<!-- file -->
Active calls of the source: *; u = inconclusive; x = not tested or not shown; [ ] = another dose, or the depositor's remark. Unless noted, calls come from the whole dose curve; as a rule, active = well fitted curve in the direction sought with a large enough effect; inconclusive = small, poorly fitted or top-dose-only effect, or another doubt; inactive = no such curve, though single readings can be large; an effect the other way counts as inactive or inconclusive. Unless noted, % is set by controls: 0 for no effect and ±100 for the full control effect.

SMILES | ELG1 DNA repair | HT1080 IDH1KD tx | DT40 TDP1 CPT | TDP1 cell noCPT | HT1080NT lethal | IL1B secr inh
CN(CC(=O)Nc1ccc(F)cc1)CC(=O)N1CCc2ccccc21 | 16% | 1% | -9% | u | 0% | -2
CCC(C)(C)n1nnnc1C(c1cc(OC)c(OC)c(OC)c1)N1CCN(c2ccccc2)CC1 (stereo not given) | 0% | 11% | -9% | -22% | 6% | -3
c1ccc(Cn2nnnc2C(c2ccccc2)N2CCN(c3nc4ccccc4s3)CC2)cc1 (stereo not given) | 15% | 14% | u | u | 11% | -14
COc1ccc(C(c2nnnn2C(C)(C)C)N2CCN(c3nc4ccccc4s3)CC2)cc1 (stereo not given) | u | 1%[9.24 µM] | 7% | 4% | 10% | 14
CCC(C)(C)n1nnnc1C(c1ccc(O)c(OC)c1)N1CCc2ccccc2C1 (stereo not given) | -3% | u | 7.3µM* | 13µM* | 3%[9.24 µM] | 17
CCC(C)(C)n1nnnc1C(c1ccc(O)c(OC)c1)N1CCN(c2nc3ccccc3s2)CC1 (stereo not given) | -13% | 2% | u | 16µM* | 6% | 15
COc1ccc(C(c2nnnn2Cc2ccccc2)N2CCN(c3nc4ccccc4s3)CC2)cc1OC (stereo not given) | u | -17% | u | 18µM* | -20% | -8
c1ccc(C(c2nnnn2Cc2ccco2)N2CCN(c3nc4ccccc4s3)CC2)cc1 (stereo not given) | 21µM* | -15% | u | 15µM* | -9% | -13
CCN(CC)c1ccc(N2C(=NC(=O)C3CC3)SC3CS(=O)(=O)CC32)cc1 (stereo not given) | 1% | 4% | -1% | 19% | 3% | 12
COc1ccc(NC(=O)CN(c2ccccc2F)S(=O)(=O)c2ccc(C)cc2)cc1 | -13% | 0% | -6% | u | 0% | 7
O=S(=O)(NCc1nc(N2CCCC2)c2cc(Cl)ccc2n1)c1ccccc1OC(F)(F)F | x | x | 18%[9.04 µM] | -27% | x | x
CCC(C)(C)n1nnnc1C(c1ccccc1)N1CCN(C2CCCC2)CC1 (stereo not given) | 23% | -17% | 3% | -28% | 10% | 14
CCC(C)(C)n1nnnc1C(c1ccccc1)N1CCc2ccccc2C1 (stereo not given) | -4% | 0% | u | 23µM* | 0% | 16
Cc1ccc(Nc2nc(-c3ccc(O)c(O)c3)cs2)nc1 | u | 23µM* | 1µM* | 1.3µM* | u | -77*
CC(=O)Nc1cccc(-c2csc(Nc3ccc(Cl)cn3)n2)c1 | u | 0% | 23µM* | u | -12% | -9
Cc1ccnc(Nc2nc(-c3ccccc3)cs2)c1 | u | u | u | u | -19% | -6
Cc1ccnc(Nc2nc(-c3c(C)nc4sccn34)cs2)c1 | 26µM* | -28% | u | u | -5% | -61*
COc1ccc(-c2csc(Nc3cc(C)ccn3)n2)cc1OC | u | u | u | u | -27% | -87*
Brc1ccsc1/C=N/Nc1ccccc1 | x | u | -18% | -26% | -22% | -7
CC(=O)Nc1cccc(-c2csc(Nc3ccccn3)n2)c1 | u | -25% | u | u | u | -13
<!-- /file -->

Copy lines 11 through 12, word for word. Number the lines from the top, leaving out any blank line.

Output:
CCN(CC)c1ccc(N2C(=NC(=O)C3CC3)SC3CS(=O)(=O)CC32)cc1 (stereo not given) | 1% | 4% | -1% | 19% | 3% | 12
COc1ccc(NC(=O)CN(c2ccccc2F)S(=O)(=O)c2ccc(C)cc2)cc1 | -13% | 0% | -6% | u | 0% | 7